Maliciousness in The Courts
There are two major problems with parental alienation. First, it’s a terrible experience for the involved child or children. It is absolutely instrumental for a child to have a loving and nurturing relationships with both of their parents, no matter what type of relationship the parents end up having with one another. Study after study shows that a negative perception of a parent by a child has a deep and long-standing effect on that child. (negative) And yet PAS parents persist in involving the child in adult issues they have with the other parent.
A second issue about PAS is that it is not to be allowed or permitted within the civil system, and is moral grounds for a change of custody arrangements, including who will be the primary residential parent with the parties’ children.
In making custody decisions, courts should place primary emphasis and focus on what the child’s best interest are. It is never in the child’s best interest for that child to have a negative image of one of their parents thrust upon them, particularly not by the other parent. Doing so forces the child into the middle of a dispute which he or she is not emotionally able to comprehend, which is also frightening and psychologically destructive to the child’s own self-worth and identity both overtly and subconsciously in ways the child can’t understand while undergoing such abuse.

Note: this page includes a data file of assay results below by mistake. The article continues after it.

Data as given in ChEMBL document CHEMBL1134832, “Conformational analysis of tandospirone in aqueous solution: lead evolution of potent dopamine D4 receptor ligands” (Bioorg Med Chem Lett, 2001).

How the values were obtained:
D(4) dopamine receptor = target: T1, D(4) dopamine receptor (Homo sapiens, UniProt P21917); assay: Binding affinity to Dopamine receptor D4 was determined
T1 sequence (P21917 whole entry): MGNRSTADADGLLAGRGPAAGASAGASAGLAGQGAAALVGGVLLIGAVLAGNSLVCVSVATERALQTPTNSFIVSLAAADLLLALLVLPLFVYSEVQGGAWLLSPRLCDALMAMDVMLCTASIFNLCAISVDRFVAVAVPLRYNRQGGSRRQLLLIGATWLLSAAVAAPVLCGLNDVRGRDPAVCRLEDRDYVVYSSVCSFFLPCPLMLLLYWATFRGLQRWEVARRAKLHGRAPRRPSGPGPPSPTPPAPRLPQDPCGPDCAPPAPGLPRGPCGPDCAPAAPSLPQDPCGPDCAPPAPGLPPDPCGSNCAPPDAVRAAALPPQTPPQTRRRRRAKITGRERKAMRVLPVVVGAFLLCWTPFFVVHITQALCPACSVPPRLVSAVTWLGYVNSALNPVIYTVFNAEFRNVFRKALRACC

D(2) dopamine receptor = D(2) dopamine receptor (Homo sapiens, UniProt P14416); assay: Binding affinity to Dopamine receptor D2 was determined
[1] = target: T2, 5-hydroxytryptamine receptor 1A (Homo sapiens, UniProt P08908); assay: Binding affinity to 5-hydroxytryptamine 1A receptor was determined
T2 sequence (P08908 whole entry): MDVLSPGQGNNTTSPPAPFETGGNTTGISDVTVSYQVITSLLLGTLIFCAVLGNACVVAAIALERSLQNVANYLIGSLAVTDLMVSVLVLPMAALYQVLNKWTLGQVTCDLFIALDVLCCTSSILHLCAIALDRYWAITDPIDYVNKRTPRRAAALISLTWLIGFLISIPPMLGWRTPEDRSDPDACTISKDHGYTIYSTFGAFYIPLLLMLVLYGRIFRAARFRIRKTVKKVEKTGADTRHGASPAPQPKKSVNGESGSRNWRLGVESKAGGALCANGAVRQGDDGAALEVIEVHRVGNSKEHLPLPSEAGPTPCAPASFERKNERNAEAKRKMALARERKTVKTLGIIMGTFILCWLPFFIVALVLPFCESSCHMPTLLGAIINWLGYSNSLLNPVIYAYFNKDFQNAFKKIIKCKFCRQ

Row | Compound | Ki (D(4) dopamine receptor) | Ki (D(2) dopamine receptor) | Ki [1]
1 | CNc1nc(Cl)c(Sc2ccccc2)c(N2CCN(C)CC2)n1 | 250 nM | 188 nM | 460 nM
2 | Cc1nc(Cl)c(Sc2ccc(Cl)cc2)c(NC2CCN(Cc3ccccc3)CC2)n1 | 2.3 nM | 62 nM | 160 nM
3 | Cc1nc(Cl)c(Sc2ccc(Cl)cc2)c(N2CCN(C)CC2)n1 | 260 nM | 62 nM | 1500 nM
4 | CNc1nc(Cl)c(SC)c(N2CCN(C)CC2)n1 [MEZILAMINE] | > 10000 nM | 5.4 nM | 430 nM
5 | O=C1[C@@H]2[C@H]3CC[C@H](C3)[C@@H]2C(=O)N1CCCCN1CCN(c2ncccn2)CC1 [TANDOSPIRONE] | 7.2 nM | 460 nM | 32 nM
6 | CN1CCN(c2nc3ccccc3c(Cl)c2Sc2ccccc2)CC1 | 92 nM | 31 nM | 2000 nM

Courts should always consider a parent’s conduct. PAS is an unhealthy environment. Its child abuse!
Yes, we did use the word child abuse. Many courts consider it abusive to alienate a child against another parent by making negative comments about that parent. That’s right, saying something overtly or even implicitly negative about the other parent to the child is 100% hurtful and improper behavior in the eyes of the court. (and the eyes of God)